This month, as everyone bangs on about the centenary of the armistice that called curtains on the War to end all Wars, I cannot help recall how – just 60 years later – I was getting ready to head off to a war of my own.
Like most white boys of my generation, I had received my military conscription papers in a little brown envelope. I was told to report for two years of national service at 4 SA Infantry Battalion at Middleburg in what is now Mpumalanga in January 1979.
Having completed my matric exams in November 1978, I decamped Johannesburg for the coast. Not Margate or Plett like the more well-to-do lads that attended KES; me having arrived in Joburg from the Eastern Cape six years ago, it was to that part of the world I returned.
One of my mates from school – a drinking, smoking, swearing reprobate who happened to be one of the finest flyhalves the school had ever produced – also came from that neck of the woods and it was his advice that I followed.
Jeffrey’s Bay, he said, learn to surf and jump the beach bunnies. Seven weeks later, buff and tanned with long locks bleached by salt and sun, I stood at the side of the N10 at the foot of the interminably long uphill that marks the start of the road between Craddock and the Middelburg that lies about 100km south of Colesberg.
It was early afternoon on a blistering hot Sunday and traffic on that stretch of road was nonexistent.
The weather couldn’t have been more different the other day when I retraced my steps 40 years later, albeit this time behind the wheel of a plush Mini Cooper D Countryman. Rain clouds were gathering and the breathless heat spoke of impending thunderstorms.
I saw a roadsign that got me thinking about that day when I’d been hitchhiking back to the old Transvaal and my date with military duty. I was bored after spending nearly three hours waiting for the lift that threatened never to come, so I decided I’d start walking up the hill even though the heat was beastly.
Before hefting my rucksack, I pulled out one of my waterbottles for a swig. It was oddly hot and swollen. The previous night had been a festive one at the Port Elizabeth home of my profane flyhalf friend who now, incidentally, is headmaster of a posh private prep school in KwaZulu-Natal.
I didn’t know when I awoke just before dawn the next morning that he’d filled all three my waterbottles with Old Brown Sherry. The warm alcohol went straight to my 17-year-old brain and I was well-blootered by the time I was two-thirds of the way up that 4km climb.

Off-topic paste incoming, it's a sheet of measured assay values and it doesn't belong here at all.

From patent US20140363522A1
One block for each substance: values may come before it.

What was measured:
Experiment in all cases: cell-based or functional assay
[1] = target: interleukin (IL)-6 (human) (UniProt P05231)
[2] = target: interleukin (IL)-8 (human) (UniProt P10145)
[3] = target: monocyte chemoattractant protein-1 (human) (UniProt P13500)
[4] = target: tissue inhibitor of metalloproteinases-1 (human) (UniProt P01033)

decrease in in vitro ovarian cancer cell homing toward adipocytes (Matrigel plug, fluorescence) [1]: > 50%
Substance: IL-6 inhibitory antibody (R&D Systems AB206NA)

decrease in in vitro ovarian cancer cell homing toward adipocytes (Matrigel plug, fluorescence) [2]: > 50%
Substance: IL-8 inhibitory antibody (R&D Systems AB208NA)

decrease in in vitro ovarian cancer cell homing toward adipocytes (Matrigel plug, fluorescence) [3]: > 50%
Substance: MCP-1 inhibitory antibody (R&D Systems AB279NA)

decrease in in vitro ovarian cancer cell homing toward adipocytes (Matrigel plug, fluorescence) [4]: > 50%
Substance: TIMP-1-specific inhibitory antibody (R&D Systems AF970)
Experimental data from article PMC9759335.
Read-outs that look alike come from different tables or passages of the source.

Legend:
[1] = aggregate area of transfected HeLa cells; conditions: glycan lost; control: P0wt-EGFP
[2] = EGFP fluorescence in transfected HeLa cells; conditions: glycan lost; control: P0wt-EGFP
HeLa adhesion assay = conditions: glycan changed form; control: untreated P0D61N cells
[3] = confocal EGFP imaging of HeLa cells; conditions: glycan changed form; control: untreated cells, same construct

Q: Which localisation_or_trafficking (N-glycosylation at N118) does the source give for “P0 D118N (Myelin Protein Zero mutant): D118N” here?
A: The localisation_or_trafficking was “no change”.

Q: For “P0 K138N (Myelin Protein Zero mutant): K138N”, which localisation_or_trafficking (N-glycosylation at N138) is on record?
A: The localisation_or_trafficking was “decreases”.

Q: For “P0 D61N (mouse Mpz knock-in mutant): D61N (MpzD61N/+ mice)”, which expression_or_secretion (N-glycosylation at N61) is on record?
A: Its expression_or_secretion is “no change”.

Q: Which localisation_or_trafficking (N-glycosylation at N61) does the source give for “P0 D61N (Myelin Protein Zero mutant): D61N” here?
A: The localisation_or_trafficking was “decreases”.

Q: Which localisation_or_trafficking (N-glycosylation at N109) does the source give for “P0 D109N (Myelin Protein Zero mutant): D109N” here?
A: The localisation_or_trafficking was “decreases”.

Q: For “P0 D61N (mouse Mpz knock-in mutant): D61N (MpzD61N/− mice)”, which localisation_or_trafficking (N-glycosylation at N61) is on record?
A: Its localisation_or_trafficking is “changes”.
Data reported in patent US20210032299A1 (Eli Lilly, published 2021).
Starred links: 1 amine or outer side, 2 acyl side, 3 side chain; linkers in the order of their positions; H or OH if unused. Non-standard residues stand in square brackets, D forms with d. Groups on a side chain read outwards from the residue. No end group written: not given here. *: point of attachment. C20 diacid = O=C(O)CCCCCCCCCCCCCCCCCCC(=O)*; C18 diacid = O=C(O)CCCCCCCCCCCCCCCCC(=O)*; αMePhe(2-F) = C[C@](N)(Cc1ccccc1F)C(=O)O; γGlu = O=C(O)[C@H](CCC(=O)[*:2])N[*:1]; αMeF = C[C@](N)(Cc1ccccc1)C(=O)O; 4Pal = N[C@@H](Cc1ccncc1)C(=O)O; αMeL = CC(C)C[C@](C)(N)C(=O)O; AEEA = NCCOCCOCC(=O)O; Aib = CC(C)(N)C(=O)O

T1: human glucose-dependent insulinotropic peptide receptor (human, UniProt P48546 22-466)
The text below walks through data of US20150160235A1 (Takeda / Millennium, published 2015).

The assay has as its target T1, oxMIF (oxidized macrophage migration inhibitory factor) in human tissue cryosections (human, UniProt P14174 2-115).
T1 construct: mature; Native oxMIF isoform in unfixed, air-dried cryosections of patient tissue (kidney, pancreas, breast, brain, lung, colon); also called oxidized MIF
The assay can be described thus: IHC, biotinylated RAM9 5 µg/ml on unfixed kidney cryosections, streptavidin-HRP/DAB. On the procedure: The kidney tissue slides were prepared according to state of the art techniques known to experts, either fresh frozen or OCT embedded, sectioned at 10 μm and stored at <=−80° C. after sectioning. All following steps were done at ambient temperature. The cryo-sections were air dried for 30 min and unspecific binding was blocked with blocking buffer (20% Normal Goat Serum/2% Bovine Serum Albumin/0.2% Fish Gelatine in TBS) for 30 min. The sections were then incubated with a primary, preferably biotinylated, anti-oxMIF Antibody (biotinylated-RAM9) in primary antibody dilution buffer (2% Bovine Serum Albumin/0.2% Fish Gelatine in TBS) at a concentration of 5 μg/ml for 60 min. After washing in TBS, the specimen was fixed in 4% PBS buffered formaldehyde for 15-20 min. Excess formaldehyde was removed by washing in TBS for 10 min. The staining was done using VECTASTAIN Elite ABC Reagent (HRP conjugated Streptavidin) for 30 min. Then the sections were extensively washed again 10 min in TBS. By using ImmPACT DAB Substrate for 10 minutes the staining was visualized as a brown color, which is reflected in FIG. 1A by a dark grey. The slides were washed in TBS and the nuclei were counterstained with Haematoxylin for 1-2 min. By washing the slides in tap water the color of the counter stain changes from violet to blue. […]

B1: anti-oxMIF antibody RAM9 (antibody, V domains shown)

Then I heard the roar of a truck coming up the road behind me. It was a full laden Coca-Cola lorry and it was making as heavy weather of the incline as I.
As he crept past me, the driver indicated he’d wait at the top. Believe me, I ran the rest of the way … sweating copious amounts of OBS, but what the hell?
It wasn’t a long ride. However, I’d barely alighted from the vehicle when a local farmer pulled up in his bakkie.
It was getting towards sundown and he said I’d be an idiot to hike through the night. I was free to stay over with him and his wife for the night and he’d put me back on the road at first light. It was an eish! experience decades before Klippies came up with the ad.
That night, over braai and brandy, I learned that – in this part of the world – the 1914-18 conflict was not regarded as the war to end all wars. That dubious honour was reserved for the one fought between 1899 and 2002, the one historians called the Second Anglo-Boer war and which the Afrikaners still speak of as the Second War of Independence.
On the N9, just after the Craddock/Middleburg roadsign, stands a monument to the victims of the Slagtersnek Rebellion by a group of Boers against the British government of the Cape Colony.
The ringleaders were captured and hanged by the British in 1815. Custom has it that, if the hangman’s rope breaks, the condemned man walks free: not in this case, several ropes snapped but the British went right on hanging the men till they were all dead.
These are ever-lasting memories for the rural Afrikaners of the Eastern Cape, and Boer and Brit are still fighting (albeit mainly verbally) the battles of the 19th century.
The only reason the friendly farmer extended his hospitality to this long-haired rooinek was because I was on my way to do my duty for my country